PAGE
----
... or be a bother to anybody. It had all come with a curious suddenness. He had gone to Travers one day because when Polly pulled he had an odd pain in his chest. He had had a toss the week before, and it had occurred to him that a rib might be broken; but Travers said it ...
— The Dark Tower • Phyllis Bottome

... were quite in keeping with the simplicity of the table-gear. Huge chines of beef and mutton, with spare-rib and fowl in apparently unlimited quantity, formed the staple of the repast, and were reinforced by vast bowls of the commoner garden vegetables and by bread made of unbolted flour. Sweetmeats were scarce, for the products ...
— The Doomsman • Van Tassel Sutphen

... Flie-fishing for a Trout, (which I may have time enough to do, for you see it rains May-butter). First for a May-flie, you may make his body with greenish coloured crewel, or willow colour; darkning it in most places, with waxed silk, or rib'd with a black hare, or some of them rib'd with silver thred; and such wings for the colour as you see the flie to have at that season; nay at that very day on the water. Or you may make the Oak-flie with an Orange-tawny and black ground, and the brown of a Mallards feather ...
— The Compleat Angler - Facsimile of the First Edition • Izaak Walton

... and Wabeda followed me with two short rib bones in his mouth. Apparently he did not care to ...
— Indian Boyhood • [AKA Ohiyesa], Charles A. Eastman

... created for woman, says Paul, but woman for man. He is of course alluding to the old Rib Story. But a similar observation would have been as sensible about the two halves of a pair of scissors. When they meet what does it matter which was made for the other? Consistently with this view he says, "Wives, ...
— Flowers of Freethought - (First Series) • George W. Foote

... their large straw hats were in tatters, and, to increase their strange appearance, they had covered themselves with long streamers of dried seaweed, strings of shells, and wreaths of the feathers of wild birds. Each of them flourished in his hand a piece of timber—a rib, apparently, of a boat. ...
— Captain Mugford - Our Salt and Fresh Water Tutors • W.H.G. Kingston

... his mother-in-law in some surprise, and threw a suspicious glance on his own rib at the moment, which spoke as ...
— Precaution • James Fenimore Cooper

... that, when there was some sea on, and the brig was pitching heavily, he fell down again, and Mr Crosby caught sight of him, and kicked him in the rib; and when the second mate, who was a quiet young man, and generally frightened at the other two, tried to interfere, he threatened to knock him down with a handspike. Then, because poor Taylor called ...
— Old Jack • W.H.G. Kingston

... there, We made love at "the Gib." We ten—no more! we took it fair, And kissed the gov'nor's "rib," And made the King of Spain our take, Believe or not, who cares? I tell ye that he begged till black I' the face ...
— Poems • Victor Hugo

... I knew, who was beside me on the floor, Fairy Strachan. He had a bad wound in his chest, given him by a dog of a German guard, who prodded him with a bayonet after he was captured, for no reason at all. Fortunately the bayonet struck a rib, and so the wound was not deep, but not having been dressed, it ...
— Three Times and Out • Nellie L. McClung

... Miss Prideaux, and that he must absolutely marry her or die. La chere mere of course replied gravely: 'My dear, you have not been acquainted with the lady above a fortnight: let me recommend you to see more of her.' 'More of her!' exclaimed the lad, 'why I have seen down to the fifth rib on each side already.' This story will serve to convince Captain T. Fellowes and yourself, that as you have always acknowledged the British Belles to exceed those of every other nation, you may now say with truth, ...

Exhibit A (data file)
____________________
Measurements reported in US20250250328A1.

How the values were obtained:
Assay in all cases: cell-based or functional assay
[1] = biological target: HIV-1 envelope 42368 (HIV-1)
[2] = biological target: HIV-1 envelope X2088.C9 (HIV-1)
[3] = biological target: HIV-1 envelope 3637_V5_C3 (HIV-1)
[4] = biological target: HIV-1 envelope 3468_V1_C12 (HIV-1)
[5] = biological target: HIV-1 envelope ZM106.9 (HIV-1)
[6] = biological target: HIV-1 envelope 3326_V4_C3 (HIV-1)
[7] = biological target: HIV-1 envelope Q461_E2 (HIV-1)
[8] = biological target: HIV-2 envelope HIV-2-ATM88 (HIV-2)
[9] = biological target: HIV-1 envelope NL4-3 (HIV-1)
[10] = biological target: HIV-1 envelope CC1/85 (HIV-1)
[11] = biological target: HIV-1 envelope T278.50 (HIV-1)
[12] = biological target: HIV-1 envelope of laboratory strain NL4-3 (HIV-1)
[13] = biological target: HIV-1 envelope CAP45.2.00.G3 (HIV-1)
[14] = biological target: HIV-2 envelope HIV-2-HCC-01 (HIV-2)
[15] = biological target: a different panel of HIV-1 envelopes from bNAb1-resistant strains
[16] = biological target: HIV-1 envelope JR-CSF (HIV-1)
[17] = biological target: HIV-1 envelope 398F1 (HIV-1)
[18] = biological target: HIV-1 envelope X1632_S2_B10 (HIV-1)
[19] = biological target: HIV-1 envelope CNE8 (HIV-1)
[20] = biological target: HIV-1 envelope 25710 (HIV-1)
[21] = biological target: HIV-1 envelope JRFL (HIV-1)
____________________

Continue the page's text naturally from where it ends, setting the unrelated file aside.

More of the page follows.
— Autobiography, Letters and Literary Remains of Mrs. Piozzi (Thrale) (2nd ed.) (2 vols.) • Mrs. Hester Lynch Piozzi

... ever breaking Bed, beyond repair! The hat too old, the coat too cold to wear, The Hunger, which repulsed from Sally's door Pursues her grumbling half from shore to shore, Be these the themes to greet his faithful Rib So may thy pen be smooth, thy tongue ...
— The Works of Lord Byron, Vol. 7. - Poetry • George Gordon Byron

... Naples to Paris, not as I supposed to settle a few paltry debts of a deceased uncle, but to see, fall in love with, and be rib-hooked to this angel. This my good mother as I understand thinks the kindest act of her life.—Nay, I think so too; and yet I am not satisfied. And merely I suppose because I feel I have been tricked. ...
— Anna St. Ives • Thomas Holcroft

... know that when me Tom was hurted, seven years ago, we had a small place, an' only three horses, and them warn't paid for; an' we had the haulin' at the brewery, an' that was about all we did have. When Tom had been sick a month—it was the time the bucket fell an' broke his rib—the new contract at the brewery was let for the year, an' Schwartz give it to us, a-thinkin' that Tom'd be round ag'in, an' niver carin', so's his work was done, an' I doin' it, me bein' big an' strong, as I always was. Me Tom got worse an' worse, an' I saw him a-failin', an' one day Dr. ...
— Tom Grogan • F. Hopkinson Smith

... fish of the sea, and over the fowl of the air, and over every living thing that moveth upon the earth:" it is not therefore presuming too much to suppose, as the Egyptians were a nation very fond of explaining their opinions by hieroglyphics, that that part which describes Eve as taken out of Adam's rib, was an hieroglyphic emblem: showing that mankind was in the primitive state of both sexes, united, who was afterwards divided into males and females. However, I say, this may be, it is extremely easy to recur to the origin of many existing nations: we shall find them always in the ...